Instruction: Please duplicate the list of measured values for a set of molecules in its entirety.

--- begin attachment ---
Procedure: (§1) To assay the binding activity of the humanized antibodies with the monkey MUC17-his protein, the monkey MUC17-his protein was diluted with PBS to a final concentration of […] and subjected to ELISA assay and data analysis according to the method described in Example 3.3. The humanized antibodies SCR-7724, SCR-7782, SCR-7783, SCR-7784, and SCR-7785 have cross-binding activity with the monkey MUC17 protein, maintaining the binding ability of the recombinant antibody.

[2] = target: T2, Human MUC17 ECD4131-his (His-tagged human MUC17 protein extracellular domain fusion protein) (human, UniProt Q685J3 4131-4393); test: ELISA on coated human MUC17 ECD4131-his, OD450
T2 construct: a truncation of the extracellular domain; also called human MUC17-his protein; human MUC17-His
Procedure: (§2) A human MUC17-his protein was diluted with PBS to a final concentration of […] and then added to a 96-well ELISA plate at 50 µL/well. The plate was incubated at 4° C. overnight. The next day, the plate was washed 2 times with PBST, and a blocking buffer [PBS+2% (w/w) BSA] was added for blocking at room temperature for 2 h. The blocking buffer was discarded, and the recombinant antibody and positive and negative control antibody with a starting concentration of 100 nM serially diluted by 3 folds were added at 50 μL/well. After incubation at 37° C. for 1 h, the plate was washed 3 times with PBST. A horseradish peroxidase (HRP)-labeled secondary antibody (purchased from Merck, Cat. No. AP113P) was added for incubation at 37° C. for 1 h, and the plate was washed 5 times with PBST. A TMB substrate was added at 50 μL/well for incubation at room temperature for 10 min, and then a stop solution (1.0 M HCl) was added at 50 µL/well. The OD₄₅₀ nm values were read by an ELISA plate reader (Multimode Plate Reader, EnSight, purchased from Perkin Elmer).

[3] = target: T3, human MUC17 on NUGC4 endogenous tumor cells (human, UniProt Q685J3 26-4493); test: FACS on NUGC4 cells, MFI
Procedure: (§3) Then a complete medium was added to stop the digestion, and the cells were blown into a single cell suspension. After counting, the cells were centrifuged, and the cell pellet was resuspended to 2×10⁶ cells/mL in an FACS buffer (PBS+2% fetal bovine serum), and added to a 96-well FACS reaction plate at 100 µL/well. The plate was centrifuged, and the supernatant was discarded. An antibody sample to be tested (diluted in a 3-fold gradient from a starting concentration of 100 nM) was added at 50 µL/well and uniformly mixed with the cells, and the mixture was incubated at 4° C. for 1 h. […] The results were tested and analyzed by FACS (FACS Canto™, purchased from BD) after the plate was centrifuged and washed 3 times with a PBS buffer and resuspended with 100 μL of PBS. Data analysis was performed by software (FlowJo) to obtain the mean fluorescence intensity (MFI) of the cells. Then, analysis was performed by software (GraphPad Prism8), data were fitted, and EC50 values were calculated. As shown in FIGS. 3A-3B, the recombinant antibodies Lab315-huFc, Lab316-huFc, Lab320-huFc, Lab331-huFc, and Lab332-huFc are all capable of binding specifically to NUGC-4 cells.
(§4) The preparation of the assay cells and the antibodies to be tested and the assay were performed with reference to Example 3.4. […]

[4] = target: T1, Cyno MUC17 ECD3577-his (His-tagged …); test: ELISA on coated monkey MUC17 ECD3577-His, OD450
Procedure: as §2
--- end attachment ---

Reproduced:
Procedure: (§1) To assay the binding activity of the humanized antibodies with the monkey MUC17-his protein, the monkey MUC17-his protein was diluted with PBS to a final concentration of […] and subjected to ELISA assay and data analysis according to the method described in Example 3.3. The humanized antibodies SCR-7724, SCR-7782, SCR-7783, SCR-7784, and SCR-7785 have cross-binding activity with the monkey MUC17 protein, maintaining the binding ability of the recombinant antibody.

[2] = target: T2, Human MUC17 ECD4131-his (His-tagged human MUC17 protein extracellular domain fusion protein) (human, UniProt Q685J3 4131-4393); test: ELISA on coated human MUC17 ECD4131-his, OD450
T2 construct: a truncation of the extracellular domain; also called human MUC17-his protein; human MUC17-His
Procedure: (§2) A human MUC17-his protein was diluted with PBS to a final concentration of […] and then added to a 96-well ELISA plate at 50 µL/well. The plate was incubated at 4° C. overnight. The next day, the plate was washed 2 times with PBST, and a blocking buffer [PBS+2% (w/w) BSA] was added for blocking at room temperature for 2 h. The blocking buffer was discarded, and the recombinant antibody and positive and negative control antibody with a starting concentration of 100 nM serially diluted by 3 folds were added at 50 μL/well. After incubation at 37° C. for 1 h, the plate was washed 3 times with PBST. A horseradish peroxidase (HRP)-labeled secondary antibody (purchased from Merck, Cat. No. AP113P) was added for incubation at 37° C. for 1 h, and the plate was washed 5 times with PBST. A TMB substrate was added at 50 μL/well for incubation at room temperature for 10 min, and then a stop solution (1.0 M HCl) was added at 50 µL/well. The OD₄₅₀ nm values were read by an ELISA plate reader (Multimode Plate Reader, EnSight, purchased from Perkin Elmer).

[3] = target: T3, human MUC17 on NUGC4 endogenous tumor cells (human, UniProt Q685J3 26-4493); test: FACS on NUGC4 cells, MFI
Procedure: (§3) Then a complete medium was added to stop the digestion, and the cells were blown into a single cell suspension. After counting, the cells were centrifuged, and the cell pellet was resuspended to 2×10⁶ cells/mL in an FACS buffer (PBS+2% fetal bovine serum), and added to a 96-well FACS reaction plate at 100 µL/well. The plate was centrifuged, and the supernatant was discarded. An antibody sample to be tested (diluted in a 3-fold gradient from a starting concentration of 100 nM) was added at 50 µL/well and uniformly mixed with the cells, and the mixture was incubated at 4° C. for 1 h. […] The results were tested and analyzed by FACS (FACS Canto™, purchased from BD) after the plate was centrifuged and washed 3 times with a PBS buffer and resuspended with 100 μL of PBS. Data analysis was performed by software (FlowJo) to obtain the mean fluorescence intensity (MFI) of the cells. Then, analysis was performed by software (GraphPad Prism8), data were fitted, and EC50 values were calculated. As shown in FIGS. 3A-3B, the recombinant antibodies Lab315-huFc, Lab316-huFc, Lab320-huFc, Lab331-huFc, and Lab332-huFc are all capable of binding specifically to NUGC-4 cells.
(§4) The preparation of the assay cells and the antibodies to be tested and the assay were performed with reference to Example 3.4. […]

[4] = target: T1, Cyno MUC17 ECD3577-his (His-tagged …); test: ELISA on coated monkey MUC17 ECD3577-His, OD450
Procedure: as §2